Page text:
newspapers

13 Apr 2016

True Love and Family History

Today, a story from the front page of the Chicago Tribune on true love and genealogy for three two people in my family tree.

Frederick Jellison did indeed forsake his family fortune and eloped over the state line with his chosen bride, Anna Grant. Anna was a milliner and the daughter of Irish-born Roman Catholics and apparently unsuitable to the archetypal rich uncle and mean sisters.
After their marriage on 14 Aug 1907 in Kenosha, Wisconsin, Frederick and Anna returned to Chicago. In the 1910 census, they are living with their first-born and Anna’s parents in Chicago. A son was born and Frederick progressed in his career and made his own living.

On 22 Feb 1917, Anna Grant Jellison died at the age of 33, just short of ten years after her marriage to Frederick.

When Frederick died in Washington, DC, on a business trip in 1945, his obituary noted he was the “beloved husband of the late […]

19 Mar 2016

Why We Do Genealogy

How many times have you been asked why we do genealogy?
Back when I was a working archivist-librarian, the bosses who held the pursestrings would ask me why we should even bother with all that old stuff. After all, it was so expensive to take care of and nobody really cared about those dusty old archives. My immediate, though internal, answer was always, “How can you not care about history?”

None of my grad school classes in history or library science prepared me to justify archival preservation, research, or outreach, especially to bosses who had never done primary-source research themselves. Eventually I figured out ways (with more or less success) to make preservation and access to the historical records in my care palatable to administrators who only had eyes on the bottom line.

A few years ago, I posted about a visit to the Tenement Museum, one of the best historical museums anywhere.

I have eight great-grandparents […]

7 Feb 2016

Saving Historic Newspapers

Today’s post is about the sleuthing librarians and archivists do when finding, sharing, and saving historic newspapers.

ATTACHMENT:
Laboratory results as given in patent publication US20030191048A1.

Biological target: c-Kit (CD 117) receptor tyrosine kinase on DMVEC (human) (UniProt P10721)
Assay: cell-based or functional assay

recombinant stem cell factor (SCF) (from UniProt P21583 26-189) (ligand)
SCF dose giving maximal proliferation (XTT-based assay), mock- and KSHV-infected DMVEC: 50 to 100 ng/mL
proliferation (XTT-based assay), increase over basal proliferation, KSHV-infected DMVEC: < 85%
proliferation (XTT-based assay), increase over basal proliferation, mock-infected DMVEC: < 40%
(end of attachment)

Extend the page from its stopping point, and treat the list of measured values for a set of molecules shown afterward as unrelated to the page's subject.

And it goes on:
I’ve written before about the joint NEH-Library of Congress project, Chronicling America, which offers free digitized historic newspapers from many U.S. states. But it’s easy to overlook the work being done to compile the U.S. Newspaper Directory 1690-Present, a database locating existing copies of newspapers in repositories throughout the United States. The U.S. Newspaper Directory 1690-Present is part of the Chronicling America site, but it’s not too obvious either that it exists or what it can do for your research.

Because this directory contains a list of virtually all of the newspapers published in America since 1690 compiled by LC librarians, it helps you identify what titles exist for a specific place and time, and how to access these newspapers. (Not all of them are digitized yet, of course, but the directory will tell you which repositories hold the newspaper in question.) At this […]

26 Sep 2015

Search U.S. Newspaper Directory

Search U.S. Newspaper Directory, 1690-Present.
Chronicling America at the Library of Congress gets lots of good press from me and other genealogists for the free access provided to a wide variety of newspapers published in the United States over the past 320+ years.

But it’s easy to overlook the ability to search U.S. Newspaper Directory 1690-Present database to find existing copies of newspapers in repositories throughout the United States. The U.S. Newspaper Directory 1690-Present is part of the Chronicling America site, but it’s not too obvious either that it exists or what it can do for your research.

Looking at the example above of the main page, my eye always always goes to the wonderful digitized front pages of newspapers just waiting to be read. What can be overlooked is the link in the upper right (red box added) to search U.S. Newspaper Directory 1690-Present. (Personally, I’ve always thought Google was a big success because of its […]